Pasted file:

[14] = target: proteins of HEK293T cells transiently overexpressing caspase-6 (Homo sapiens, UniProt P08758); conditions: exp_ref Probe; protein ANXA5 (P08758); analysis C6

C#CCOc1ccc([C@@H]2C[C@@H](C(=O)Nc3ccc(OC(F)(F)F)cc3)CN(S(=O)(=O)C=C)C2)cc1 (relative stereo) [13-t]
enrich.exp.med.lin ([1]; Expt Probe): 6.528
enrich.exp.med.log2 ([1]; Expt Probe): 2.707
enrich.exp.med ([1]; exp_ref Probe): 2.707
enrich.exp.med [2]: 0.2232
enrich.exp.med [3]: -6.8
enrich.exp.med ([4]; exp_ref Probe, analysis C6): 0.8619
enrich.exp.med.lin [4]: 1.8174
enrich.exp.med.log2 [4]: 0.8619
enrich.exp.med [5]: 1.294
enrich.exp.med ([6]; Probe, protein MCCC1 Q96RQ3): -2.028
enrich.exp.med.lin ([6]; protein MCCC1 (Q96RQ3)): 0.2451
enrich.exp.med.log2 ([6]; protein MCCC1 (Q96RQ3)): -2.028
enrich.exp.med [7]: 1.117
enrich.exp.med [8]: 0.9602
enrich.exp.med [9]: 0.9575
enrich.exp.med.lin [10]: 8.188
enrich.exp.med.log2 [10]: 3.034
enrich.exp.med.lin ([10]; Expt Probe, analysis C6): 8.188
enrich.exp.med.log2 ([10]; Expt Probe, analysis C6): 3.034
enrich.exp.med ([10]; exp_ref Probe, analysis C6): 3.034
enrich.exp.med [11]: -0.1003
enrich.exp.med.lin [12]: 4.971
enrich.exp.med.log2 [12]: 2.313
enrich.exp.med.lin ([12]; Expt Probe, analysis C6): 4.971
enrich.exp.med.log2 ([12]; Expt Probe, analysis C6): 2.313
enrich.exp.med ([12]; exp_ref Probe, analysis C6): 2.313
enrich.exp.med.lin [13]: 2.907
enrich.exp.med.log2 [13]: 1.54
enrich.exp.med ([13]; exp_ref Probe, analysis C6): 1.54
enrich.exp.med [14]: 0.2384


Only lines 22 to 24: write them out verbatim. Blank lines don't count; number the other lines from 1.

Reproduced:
enrich.exp.med ([10]; exp_ref Probe, analysis C6): 3.034
enrich.exp.med [11]: -0.1003
enrich.exp.med.lin [12]: 4.971